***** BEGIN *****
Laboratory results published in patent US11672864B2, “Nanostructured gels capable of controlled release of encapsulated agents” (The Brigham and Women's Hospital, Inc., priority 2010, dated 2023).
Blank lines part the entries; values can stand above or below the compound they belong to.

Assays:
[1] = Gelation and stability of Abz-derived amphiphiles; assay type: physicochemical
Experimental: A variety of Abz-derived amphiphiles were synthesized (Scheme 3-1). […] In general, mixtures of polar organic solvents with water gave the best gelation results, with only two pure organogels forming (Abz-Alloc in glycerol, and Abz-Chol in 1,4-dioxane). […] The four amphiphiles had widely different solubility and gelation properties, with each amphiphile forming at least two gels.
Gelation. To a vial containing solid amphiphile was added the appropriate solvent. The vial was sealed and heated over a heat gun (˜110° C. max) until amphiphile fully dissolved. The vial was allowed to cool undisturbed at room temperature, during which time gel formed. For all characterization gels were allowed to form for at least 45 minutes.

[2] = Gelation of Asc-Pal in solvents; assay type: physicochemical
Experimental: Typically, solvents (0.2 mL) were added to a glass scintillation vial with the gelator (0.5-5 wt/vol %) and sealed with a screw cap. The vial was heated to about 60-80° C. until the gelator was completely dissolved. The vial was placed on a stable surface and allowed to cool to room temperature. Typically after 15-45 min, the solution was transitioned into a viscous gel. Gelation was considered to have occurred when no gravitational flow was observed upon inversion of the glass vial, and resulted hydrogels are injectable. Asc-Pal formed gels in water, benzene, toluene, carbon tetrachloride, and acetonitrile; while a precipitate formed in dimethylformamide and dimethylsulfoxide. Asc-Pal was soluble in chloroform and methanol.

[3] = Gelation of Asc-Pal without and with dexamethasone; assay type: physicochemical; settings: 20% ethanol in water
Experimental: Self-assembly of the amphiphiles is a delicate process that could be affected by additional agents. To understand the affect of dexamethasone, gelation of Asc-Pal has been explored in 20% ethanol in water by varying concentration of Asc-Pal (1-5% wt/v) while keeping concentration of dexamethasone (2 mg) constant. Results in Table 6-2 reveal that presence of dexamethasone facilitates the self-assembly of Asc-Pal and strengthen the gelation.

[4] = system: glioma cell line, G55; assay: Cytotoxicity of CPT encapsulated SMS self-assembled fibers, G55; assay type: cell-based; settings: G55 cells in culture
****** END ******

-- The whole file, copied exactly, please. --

Laboratory results published in patent US11672864B2, “Nanostructured gels capable of controlled release of encapsulated agents” (The Brigham and Women's Hospital, Inc., priority 2010, dated 2023).
Blank lines part the entries; values can stand above or below the compound they belong to.

Assays:
[1] = Gelation and stability of Abz-derived amphiphiles; assay type: physicochemical
Experimental: A variety of Abz-derived amphiphiles were synthesized (Scheme 3-1). […] In general, mixtures of polar organic solvents with water gave the best gelation results, with only two pure organogels forming (Abz-Alloc in glycerol, and Abz-Chol in 1,4-dioxane). […] The four amphiphiles had widely different solubility and gelation properties, with each amphiphile forming at least two gels.
Gelation. To a vial containing solid amphiphile was added the appropriate solvent. The vial was sealed and heated over a heat gun (˜110° C. max) until amphiphile fully dissolved. The vial was allowed to cool undisturbed at room temperature, during which time gel formed. For all characterization gels were allowed to form for at least 45 minutes.

[2] = Gelation of Asc-Pal in solvents; assay type: physicochemical
Experimental: Typically, solvents (0.2 mL) were added to a glass scintillation vial with the gelator (0.5-5 wt/vol %) and sealed with a screw cap. The vial was heated to about 60-80° C. until the gelator was completely dissolved. The vial was placed on a stable surface and allowed to cool to room temperature. Typically after 15-45 min, the solution was transitioned into a viscous gel. Gelation was considered to have occurred when no gravitational flow was observed upon inversion of the glass vial, and resulted hydrogels are injectable. Asc-Pal formed gels in water, benzene, toluene, carbon tetrachloride, and acetonitrile; while a precipitate formed in dimethylformamide and dimethylsulfoxide. Asc-Pal was soluble in chloroform and methanol.

[3] = Gelation of Asc-Pal without and with dexamethasone; assay type: physicochemical; settings: 20% ethanol in water
Experimental: Self-assembly of the amphiphiles is a delicate process that could be affected by additional agents. To understand the affect of dexamethasone, gelation of Asc-Pal has been explored in 20% ethanol in water by varying concentration of Asc-Pal (1-5% wt/v) while keeping concentration of dexamethasone (2 mg) constant. Results in Table 6-2 reveal that presence of dexamethasone facilitates the self-assembly of Asc-Pal and strengthen the gelation.

[4] = system: glioma cell line, G55; assay: Cytotoxicity of CPT encapsulated SMS self-assembled fibers, G55; assay type: cell-based; settings: G55 cells in culture